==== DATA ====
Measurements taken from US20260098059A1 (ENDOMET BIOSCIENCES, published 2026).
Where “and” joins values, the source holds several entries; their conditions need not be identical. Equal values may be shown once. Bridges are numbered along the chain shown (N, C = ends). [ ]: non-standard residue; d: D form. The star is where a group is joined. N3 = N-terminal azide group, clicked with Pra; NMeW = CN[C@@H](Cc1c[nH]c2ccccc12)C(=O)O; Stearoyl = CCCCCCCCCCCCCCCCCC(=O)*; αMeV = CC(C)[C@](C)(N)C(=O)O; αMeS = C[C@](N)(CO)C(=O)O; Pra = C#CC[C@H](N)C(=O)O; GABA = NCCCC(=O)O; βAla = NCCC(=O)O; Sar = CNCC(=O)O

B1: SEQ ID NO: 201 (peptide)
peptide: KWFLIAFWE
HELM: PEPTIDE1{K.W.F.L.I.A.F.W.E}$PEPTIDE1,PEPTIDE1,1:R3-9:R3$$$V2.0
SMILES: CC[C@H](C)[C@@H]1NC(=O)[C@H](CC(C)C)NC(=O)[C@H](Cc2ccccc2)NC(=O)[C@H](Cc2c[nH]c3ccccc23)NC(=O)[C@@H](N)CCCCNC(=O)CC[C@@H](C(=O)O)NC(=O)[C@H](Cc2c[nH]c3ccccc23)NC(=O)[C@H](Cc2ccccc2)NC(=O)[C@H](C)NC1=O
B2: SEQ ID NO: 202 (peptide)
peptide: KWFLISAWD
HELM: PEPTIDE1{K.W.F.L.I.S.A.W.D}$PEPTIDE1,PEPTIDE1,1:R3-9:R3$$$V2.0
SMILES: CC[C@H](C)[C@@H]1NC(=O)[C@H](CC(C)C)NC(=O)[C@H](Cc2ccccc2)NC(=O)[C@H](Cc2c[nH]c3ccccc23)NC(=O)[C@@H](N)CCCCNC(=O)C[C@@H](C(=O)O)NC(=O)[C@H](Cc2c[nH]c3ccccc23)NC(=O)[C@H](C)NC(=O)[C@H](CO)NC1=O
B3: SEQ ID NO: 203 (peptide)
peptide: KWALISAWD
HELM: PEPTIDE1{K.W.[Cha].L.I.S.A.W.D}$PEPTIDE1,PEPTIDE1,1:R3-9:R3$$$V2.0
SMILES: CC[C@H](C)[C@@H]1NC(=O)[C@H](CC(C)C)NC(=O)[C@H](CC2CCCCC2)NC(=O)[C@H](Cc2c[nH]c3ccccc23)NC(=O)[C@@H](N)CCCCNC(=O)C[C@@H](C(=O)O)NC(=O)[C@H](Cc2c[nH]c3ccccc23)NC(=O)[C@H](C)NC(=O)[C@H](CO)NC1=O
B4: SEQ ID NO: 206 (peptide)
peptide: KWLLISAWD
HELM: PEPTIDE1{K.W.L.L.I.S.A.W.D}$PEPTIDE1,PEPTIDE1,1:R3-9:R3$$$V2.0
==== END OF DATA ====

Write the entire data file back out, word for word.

Measurements taken from US20260098059A1 (ENDOMET BIOSCIENCES, published 2026).
Where “and” joins values, the source holds several entries; their conditions need not be identical. Equal values may be shown once. Bridges are numbered along the chain shown (N, C = ends). [ ]: non-standard residue; d: D form. The star is where a group is joined. N3 = N-terminal azide group, clicked with Pra; NMeW = CN[C@@H](Cc1c[nH]c2ccccc12)C(=O)O; Stearoyl = CCCCCCCCCCCCCCCCCC(=O)*; αMeV = CC(C)[C@](C)(N)C(=O)O; αMeS = C[C@](N)(CO)C(=O)O; Pra = C#CC[C@H](N)C(=O)O; GABA = NCCCC(=O)O; βAla = NCCC(=O)O; Sar = CNCC(=O)O

B1: SEQ ID NO: 201 (peptide)
peptide: KWFLIAFWE
HELM: PEPTIDE1{K.W.F.L.I.A.F.W.E}$PEPTIDE1,PEPTIDE1,1:R3-9:R3$$$V2.0
SMILES: CC[C@H](C)[C@@H]1NC(=O)[C@H](CC(C)C)NC(=O)[C@H](Cc2ccccc2)NC(=O)[C@H](Cc2c[nH]c3ccccc23)NC(=O)[C@@H](N)CCCCNC(=O)CC[C@@H](C(=O)O)NC(=O)[C@H](Cc2c[nH]c3ccccc23)NC(=O)[C@H](Cc2ccccc2)NC(=O)[C@H](C)NC1=O
B2: SEQ ID NO: 202 (peptide)
peptide: KWFLISAWD
HELM: PEPTIDE1{K.W.F.L.I.S.A.W.D}$PEPTIDE1,PEPTIDE1,1:R3-9:R3$$$V2.0
SMILES: CC[C@H](C)[C@@H]1NC(=O)[C@H](CC(C)C)NC(=O)[C@H](Cc2ccccc2)NC(=O)[C@H](Cc2c[nH]c3ccccc23)NC(=O)[C@@H](N)CCCCNC(=O)C[C@@H](C(=O)O)NC(=O)[C@H](Cc2c[nH]c3ccccc23)NC(=O)[C@H](C)NC(=O)[C@H](CO)NC1=O
B3: SEQ ID NO: 203 (peptide)
peptide: KWALISAWD
HELM: PEPTIDE1{K.W.[Cha].L.I.S.A.W.D}$PEPTIDE1,PEPTIDE1,1:R3-9:R3$$$V2.0
SMILES: CC[C@H](C)[C@@H]1NC(=O)[C@H](CC(C)C)NC(=O)[C@H](CC2CCCCC2)NC(=O)[C@H](Cc2c[nH]c3ccccc23)NC(=O)[C@@H](N)CCCCNC(=O)C[C@@H](C(=O)O)NC(=O)[C@H](Cc2c[nH]c3ccccc23)NC(=O)[C@H](C)NC(=O)[C@H](CO)NC1=O
B4: SEQ ID NO: 206 (peptide)
peptide: KWLLISAWD
HELM: PEPTIDE1{K.W.L.L.I.S.A.W.D}$PEPTIDE1,PEPTIDE1,1:R3-9:R3$$$V2.0